Recently I was praising visualization when reading fiction, but admitted it was pretty hard to have the same pleasure when reading non-fiction. There might be an exception to this. And it ties in to real things that are happening today.
I am referring to the battle between the Eurasian land powers and the ocean-powers.
Things looked bleak for Europe when the Ottoman Turks finally conquered Constantinople in the mid-1400s. What a piece of real estate that was! How was Europe going to trade with the East, with the Ottomans in the way?
And then the Portuguese pulled off the greatest flanking movement in all history: they sailed around the southern tip of Africa and into the Indian Ocean. And there wasn't a damn thing the Ottomans or the Muslim world could do about it.
The centuries of European ascendancy had begun. Portugal, then Spain, Holland, the Brits, and finally the Americans.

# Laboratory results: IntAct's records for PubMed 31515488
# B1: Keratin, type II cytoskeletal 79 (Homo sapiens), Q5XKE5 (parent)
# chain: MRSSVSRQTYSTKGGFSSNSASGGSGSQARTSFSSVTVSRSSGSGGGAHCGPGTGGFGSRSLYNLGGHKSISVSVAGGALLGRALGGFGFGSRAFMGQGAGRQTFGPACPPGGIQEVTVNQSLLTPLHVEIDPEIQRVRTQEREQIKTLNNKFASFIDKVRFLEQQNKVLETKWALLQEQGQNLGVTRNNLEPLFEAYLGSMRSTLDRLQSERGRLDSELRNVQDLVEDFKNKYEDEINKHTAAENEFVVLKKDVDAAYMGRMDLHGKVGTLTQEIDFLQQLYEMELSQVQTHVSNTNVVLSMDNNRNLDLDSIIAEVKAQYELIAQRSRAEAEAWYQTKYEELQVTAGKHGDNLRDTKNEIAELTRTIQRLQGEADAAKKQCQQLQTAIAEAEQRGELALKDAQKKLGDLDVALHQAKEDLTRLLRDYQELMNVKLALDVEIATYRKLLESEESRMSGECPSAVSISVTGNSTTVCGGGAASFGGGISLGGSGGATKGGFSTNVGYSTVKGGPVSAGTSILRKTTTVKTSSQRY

But now that trend seems to have been stopped. Eurasia -- if its major powers can work together -- is virtually self-sufficient regarding energy and metals. It dominates the world in population, industrial strength, and weapons too perhaps, considering how advanced Russian missiles have become over the last couple years.
What good is it to control the oceans anymore? How can that lead to global ascendancy as it did from 1500 to 2000 A.D.? Railroads and highways can lead from southwest Asia north to Russia and east to China.
Visualizing this is enjoyable for a history drudge who deserves some enjoyment after torturing himself with dry facts, names, and dates for so many years. Better yet, it is happening so fast, right before our eyes.
I don't think Russia and China are even keeping up with it. They underestimate how quickly the USA and Europe are circling the drain. If Russia acted with more force in the Ukraine and Eastern Europe, and China pulled in Taiwan, and they acted at the same time, the USA and Europe would do nothing but make some speeches about democracy.